Tuesday, July 03, 2007

West Coast Express, Take Two?

Today, Canucks Senior Vice-President and General Manager Dave Nonis announced that the club had signed three players to contracts. Veteran forwards Byron Ritchie, Brad Isbister and goaltending prospect Cory Schneider are the newest members of the Vancouver Canucks organization. What do these signings mean for the Canucks and how do they impact the team?

At first glance, the signings of Byron Ritchie (formerly of the Calgary Flames) and Brad Isbister (most recently a New York Ranger) seem to be almost trivial. Ritchie, a speedy and hard-nosed veteran is a fourth line player at best who won't contribute much (if at all) offensively. And Isbister, who was expected to do big things early in his career has recently been a big underacheiver and has had a tough time holding on to an NHL job.

However, if you look deeper in to the first two acquisitions, you'll see that the two signings - although small scale - could possibly address two needs of the Canucks this off-season. Coach Alain Vigneault is on record saying that he would like this coming year's Canucks team to be more hard-nosed and gritty and more willing and able to drop the gloves while still playing the speed and defensive game which made the team successful last season. Ritchie fits this mold perfectly.

The Canucks have also expressed (through their actions) that they need a player that will help Markus Naslund produce. The consensus seemed to be that this player needed to be a big, talented center such as Scott Gomez or Patricky Marleau, leaving Brendan Morrison and his contract elsewhere. Now despite the fact that this scenario could solve the problems, we have seen that with the high prices of free agents that it is becoming more unlikely that it will occur. What would be more likely and possibly more acheivable would be the addition of a big, talented winger that has a scoring touch - somewhat like a Todd Bertuzzi of old - to play along side Naslund and Morrison and rekinldle the spark that they once had. This player could very well be Brad Isbister. Isbister showed in junior and in his first years in the NHL that he was an offensive player. With his size and hands and the fact that he has to be able to skate to play in the new NHL, the Canucks may just have found the right piece of the puzzle to take both Naslund and Morrison out of their so-called slumps. Effectively, with his quiet signing of Brad Isbister, Dave Nonis may have given the Canucks the tools for a threatening second line.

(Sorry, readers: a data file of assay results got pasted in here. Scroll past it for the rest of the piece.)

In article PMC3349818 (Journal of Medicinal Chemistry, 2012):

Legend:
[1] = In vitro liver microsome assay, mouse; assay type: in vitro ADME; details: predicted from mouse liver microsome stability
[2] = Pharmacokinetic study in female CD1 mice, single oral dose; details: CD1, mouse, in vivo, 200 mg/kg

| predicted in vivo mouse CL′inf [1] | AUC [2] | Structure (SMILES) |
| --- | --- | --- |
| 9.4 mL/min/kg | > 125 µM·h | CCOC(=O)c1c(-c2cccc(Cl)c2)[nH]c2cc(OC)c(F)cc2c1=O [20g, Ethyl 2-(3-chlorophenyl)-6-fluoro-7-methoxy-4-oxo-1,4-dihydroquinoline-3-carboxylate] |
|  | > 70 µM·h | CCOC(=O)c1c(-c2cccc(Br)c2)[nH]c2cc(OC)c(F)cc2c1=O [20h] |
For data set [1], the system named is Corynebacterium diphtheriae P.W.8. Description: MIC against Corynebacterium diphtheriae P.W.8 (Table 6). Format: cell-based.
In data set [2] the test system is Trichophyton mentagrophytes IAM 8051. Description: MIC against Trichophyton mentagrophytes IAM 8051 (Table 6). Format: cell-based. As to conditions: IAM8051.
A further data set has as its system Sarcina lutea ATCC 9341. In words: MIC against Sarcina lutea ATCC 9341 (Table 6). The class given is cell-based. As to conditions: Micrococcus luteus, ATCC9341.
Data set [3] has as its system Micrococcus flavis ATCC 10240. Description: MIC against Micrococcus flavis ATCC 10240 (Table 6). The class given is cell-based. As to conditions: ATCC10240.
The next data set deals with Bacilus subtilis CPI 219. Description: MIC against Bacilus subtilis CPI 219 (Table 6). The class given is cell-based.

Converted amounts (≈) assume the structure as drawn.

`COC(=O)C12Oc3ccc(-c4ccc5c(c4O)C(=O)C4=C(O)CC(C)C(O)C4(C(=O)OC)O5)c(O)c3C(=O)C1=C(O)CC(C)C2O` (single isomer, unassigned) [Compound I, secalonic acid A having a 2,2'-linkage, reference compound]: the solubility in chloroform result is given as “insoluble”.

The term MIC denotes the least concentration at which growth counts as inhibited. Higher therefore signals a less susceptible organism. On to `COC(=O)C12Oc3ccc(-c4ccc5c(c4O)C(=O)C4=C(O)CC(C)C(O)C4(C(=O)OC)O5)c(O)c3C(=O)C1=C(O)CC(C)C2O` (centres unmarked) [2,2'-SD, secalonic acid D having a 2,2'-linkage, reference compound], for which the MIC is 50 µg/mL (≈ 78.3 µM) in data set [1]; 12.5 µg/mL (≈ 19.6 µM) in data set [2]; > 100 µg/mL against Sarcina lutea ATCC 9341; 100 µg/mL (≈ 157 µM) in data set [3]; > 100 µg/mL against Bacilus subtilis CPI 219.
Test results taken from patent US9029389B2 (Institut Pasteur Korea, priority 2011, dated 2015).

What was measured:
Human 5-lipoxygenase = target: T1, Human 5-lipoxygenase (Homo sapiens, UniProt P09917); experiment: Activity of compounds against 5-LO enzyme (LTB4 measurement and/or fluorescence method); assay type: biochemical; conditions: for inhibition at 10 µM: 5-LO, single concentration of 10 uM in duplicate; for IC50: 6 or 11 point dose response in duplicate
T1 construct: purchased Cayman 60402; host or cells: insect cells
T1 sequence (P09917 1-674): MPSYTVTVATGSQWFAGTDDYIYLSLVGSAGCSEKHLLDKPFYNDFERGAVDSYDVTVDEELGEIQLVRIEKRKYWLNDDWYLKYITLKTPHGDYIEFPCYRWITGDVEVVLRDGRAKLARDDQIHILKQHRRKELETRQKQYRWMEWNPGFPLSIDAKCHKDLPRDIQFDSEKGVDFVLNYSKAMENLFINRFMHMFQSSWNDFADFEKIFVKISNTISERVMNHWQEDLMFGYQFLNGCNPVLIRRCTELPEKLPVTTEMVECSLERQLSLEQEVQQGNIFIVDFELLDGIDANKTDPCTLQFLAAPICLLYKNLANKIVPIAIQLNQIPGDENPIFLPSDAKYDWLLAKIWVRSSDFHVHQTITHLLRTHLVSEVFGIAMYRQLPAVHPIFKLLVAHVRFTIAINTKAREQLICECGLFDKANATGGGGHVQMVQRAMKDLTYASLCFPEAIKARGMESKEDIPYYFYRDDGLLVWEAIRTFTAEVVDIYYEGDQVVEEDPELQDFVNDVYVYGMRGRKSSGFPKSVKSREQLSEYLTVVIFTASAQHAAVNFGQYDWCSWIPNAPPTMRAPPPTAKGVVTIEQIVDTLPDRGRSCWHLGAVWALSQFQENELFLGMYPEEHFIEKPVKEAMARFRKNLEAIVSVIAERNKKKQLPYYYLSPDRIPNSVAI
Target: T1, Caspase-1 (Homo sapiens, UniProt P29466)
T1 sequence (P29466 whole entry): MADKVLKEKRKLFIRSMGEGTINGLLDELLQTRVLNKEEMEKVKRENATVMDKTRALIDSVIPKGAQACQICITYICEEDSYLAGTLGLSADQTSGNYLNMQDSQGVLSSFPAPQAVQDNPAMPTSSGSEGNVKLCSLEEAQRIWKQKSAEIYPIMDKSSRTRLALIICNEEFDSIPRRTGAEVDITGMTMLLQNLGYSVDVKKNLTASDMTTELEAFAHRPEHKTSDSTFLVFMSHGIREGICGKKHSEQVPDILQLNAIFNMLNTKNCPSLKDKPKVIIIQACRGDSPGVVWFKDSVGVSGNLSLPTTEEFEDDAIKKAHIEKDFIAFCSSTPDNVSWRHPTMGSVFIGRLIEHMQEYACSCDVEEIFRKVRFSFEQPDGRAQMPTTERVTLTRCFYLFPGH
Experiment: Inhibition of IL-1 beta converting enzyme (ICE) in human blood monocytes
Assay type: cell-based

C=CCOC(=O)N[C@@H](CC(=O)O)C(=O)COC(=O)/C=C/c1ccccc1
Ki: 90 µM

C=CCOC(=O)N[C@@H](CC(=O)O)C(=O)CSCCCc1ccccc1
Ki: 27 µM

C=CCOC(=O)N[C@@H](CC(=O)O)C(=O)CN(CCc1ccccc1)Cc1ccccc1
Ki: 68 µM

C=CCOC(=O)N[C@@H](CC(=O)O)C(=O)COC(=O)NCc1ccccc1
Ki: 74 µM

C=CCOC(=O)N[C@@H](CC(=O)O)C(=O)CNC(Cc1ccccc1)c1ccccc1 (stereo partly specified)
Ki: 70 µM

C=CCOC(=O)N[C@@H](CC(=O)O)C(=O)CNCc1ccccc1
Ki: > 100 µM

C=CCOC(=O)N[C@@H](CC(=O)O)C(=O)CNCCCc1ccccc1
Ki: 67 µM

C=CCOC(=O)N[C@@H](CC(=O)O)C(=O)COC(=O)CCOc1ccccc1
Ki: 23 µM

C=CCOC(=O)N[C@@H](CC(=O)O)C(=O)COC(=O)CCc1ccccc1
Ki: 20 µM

Of course, this would be the ideal situation. We saw last year that not all of the trio's that head coach Alain Vigneault threw out on the ice worked well together, chemistry has a large part to play. Adding a piece to the puzzle in Isbister, who at least isn't a square peg for the empty round hole that is a scoring winger, may just solve the Canucks' offensive woes. And if it doesn't pan out, Nonis always has the option of trading the other signing, Cory Schneider, for immediate offensive assistance.

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